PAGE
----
A benign tumour that weighed 11 stone (70 kgs)
Lucica Bunghez - Megatumour
In the Romanian province of Transylvania, a woman is being eaten alive, consumed by a giant parasite on her back. Lucica Bunghez has a tumour that weighs an incredible eleven stone. Its so big and feeds off so much of her blood that she barely has the energy to move. She has been confined to her bed for the last three years. Doctors in Transylvania say that surgery to remove Lucica's tumour would cause fatal bleeding. Inside, it is a tangled mass of arteries and viens. Cutting these, they say, world cause fatal bleeding. So, its been left to grow and grow.
Lucica's heart is beginning to fail, she lies waiting to die! But, there is one surgeon who's dared to on a tumour this size before and he's going to try to make medical history again. But, will Lucica survive?
Brasov is in the heart of the Transylvanian mountains, and it was here that Lucica was born in 1957. She was a normal, healthy child who grew into an attractive young woman. She married and had a son. Lucica's husband, Marian, still works in the same communist-era factory he has for decades. For the first eight years of marriage there was no sign that there was anything wrong with Lucica, until one day everything changed.
One evening, in the bath, she screamed and started banging on the wall. When Marian came to see what was the matter, the bath was full of blood. Marian phoned for an ambulance and she was taken to the district hospital in Brasov. The doctors told them that a blood vessel had burst in a patch of brown skin on her back, That brown patch was the tell-tale sign that Lucica had neurofibromatosis or NF.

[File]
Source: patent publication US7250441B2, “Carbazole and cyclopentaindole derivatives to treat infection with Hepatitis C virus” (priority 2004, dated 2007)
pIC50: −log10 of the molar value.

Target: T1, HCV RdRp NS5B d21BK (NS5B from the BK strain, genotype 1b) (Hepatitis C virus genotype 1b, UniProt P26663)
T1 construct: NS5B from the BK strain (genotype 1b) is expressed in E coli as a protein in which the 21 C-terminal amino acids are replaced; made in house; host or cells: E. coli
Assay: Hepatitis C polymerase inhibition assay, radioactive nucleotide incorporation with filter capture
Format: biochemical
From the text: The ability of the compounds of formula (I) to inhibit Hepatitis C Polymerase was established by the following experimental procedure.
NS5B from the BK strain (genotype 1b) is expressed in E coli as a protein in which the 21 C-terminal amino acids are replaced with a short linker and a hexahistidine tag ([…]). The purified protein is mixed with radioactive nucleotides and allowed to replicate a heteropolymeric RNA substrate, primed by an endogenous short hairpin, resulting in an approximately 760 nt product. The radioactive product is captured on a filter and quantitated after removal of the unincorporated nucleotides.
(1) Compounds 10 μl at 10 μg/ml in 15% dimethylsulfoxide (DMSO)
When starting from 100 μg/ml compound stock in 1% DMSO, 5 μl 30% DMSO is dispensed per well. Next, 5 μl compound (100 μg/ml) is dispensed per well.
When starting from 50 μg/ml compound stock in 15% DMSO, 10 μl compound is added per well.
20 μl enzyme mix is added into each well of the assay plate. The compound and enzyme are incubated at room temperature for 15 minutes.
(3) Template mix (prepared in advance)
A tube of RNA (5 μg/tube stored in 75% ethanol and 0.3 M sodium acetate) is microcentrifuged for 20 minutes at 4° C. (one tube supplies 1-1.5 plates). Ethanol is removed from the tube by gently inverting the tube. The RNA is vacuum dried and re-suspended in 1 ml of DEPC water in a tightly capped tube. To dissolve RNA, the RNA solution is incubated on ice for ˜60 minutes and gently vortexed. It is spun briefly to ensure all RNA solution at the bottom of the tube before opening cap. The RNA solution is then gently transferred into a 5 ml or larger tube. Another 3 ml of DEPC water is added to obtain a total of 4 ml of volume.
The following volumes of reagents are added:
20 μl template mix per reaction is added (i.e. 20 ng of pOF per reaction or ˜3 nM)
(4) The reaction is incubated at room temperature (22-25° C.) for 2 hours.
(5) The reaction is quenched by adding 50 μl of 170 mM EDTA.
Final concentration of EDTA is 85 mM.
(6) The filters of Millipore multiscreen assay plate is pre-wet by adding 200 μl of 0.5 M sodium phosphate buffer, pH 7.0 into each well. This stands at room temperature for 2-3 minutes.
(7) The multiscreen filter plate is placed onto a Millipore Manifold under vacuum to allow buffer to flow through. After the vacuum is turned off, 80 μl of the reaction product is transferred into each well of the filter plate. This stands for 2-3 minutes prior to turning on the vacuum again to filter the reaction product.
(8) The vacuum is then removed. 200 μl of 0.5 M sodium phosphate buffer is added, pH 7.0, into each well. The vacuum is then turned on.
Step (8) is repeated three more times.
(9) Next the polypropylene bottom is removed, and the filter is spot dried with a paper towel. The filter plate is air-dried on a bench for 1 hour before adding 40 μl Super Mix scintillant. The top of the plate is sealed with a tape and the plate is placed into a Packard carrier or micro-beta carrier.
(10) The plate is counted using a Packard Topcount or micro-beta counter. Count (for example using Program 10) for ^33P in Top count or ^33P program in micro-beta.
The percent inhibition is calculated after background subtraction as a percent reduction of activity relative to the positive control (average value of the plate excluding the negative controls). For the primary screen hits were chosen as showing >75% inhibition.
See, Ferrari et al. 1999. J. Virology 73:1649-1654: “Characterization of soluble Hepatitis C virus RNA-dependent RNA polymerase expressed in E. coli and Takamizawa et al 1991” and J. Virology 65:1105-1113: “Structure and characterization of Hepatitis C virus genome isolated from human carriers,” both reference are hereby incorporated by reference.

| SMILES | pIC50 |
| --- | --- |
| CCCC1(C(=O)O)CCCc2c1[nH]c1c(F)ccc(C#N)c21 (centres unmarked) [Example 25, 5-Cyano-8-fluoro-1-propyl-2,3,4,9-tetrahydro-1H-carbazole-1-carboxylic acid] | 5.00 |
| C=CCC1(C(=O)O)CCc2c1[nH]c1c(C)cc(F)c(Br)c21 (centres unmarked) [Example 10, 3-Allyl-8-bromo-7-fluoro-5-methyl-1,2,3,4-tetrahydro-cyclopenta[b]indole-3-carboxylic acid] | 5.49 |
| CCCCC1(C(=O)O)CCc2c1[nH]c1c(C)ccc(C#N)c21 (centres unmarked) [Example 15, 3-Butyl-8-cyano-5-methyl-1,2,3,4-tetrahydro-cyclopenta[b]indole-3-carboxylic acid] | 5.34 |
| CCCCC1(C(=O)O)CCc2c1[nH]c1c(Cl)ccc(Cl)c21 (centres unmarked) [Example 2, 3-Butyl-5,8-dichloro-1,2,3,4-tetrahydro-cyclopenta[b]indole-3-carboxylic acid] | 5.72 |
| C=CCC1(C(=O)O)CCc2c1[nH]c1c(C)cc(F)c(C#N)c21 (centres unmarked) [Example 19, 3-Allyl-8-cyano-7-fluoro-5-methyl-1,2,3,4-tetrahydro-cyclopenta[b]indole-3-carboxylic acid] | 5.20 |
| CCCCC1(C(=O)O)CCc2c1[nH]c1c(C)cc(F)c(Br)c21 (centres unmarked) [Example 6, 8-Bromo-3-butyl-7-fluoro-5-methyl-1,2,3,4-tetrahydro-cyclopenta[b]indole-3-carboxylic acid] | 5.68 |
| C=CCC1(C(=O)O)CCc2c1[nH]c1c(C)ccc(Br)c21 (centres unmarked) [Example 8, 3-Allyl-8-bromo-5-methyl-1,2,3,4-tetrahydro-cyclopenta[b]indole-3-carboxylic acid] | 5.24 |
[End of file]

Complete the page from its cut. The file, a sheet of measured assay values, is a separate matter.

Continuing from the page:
NF is a genetic condition, a fault in a gene that regulates normal cell division means that cells start dividing out of control, It leads to the growth of benign tumours on nerves or nearofibromas. Mostly, nearofibromas remain quite small but, in Lucica's case a tumour started to grow at an extraordinary rate over the next six years. The tumour was left to keep on growing by as much as 3lbs a month.
Lucica needed constant care, but Marian still had to go to work. The tumour didn't get any better, it gre to an astonishing eleven stone. Whilst Marian worked, their son Marius had to spend all day, at home, caring for his mother. This seemed to be the life they were condemned to, Lucica bed-ridden with Marius caring for her by day and, by night, Marian nursing her to sleep. But, Lucica had one more chance!
On the other side of the world was a surgeon who had once before successfully removed another massive tumour but, as yet he was unaware of Lucica's plight.
Four years ago, in Chicago, plastic surgeon McKay McKinnon successfully removed a massive tumour from a woman who, like Lucica Bunghez, had been told it was inoperable, Word reached him about Lucica's predicament and her pleas for help. He responded "Knowing that our resources might be the only reasonable chance that she had, since she's been turned down in more than one place, I wouldn't be able to live easily with myself having turned her down".
Dr Madelyn Kahana worked with Dr McKinnon on the previous giant tumour case. A specialist in anaesthetics and intensive care at the University of Chicago Hospital, it was to be her responsibility to keep Lucica alive during the lengthy operation.
McKinnon and Kahana set off for Romania, and with them went a hand-picked team of nurses. When Lucica's family heard that the Americans were on their way, they drove her the hundred miles or so to from their home to the Romanian capital city of Bucharest. Lucica was admitted to the emergency hospital, one of Romania's leading hospitals, where the operation was to be performed.
The American team were met, at the airport, by a large and lively contingent of the Romanian press.